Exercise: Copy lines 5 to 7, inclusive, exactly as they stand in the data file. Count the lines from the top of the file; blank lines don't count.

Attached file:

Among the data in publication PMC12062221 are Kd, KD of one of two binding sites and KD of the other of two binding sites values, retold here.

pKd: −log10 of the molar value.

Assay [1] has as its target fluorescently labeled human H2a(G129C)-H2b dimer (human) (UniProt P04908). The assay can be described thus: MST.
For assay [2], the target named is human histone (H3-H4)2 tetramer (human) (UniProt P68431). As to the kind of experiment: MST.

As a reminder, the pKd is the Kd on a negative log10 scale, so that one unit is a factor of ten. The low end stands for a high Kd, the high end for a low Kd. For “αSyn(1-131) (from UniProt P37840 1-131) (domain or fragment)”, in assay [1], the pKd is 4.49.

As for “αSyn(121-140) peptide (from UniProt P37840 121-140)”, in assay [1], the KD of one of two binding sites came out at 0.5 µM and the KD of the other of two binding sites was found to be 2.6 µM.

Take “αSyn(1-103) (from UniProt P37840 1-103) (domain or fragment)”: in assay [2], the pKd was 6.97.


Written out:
As a reminder, the pKd is the Kd on a negative log10 scale, so that one unit is a factor of ten. The low end stands for a high Kd, the high end for a low Kd. For “αSyn(1-131) (from UniProt P37840 1-131) (domain or fragment)”, in assay [1], the pKd is 4.49.

As for “αSyn(121-140) peptide (from UniProt P37840 121-140)”, in assay [1], the KD of one of two binding sites came out at 0.5 µM and the KD of the other of two binding sites was found to be 2.6 µM.

Take “αSyn(1-103) (from UniProt P37840 1-103) (domain or fragment)”: in assay [2], the pKd was 6.97.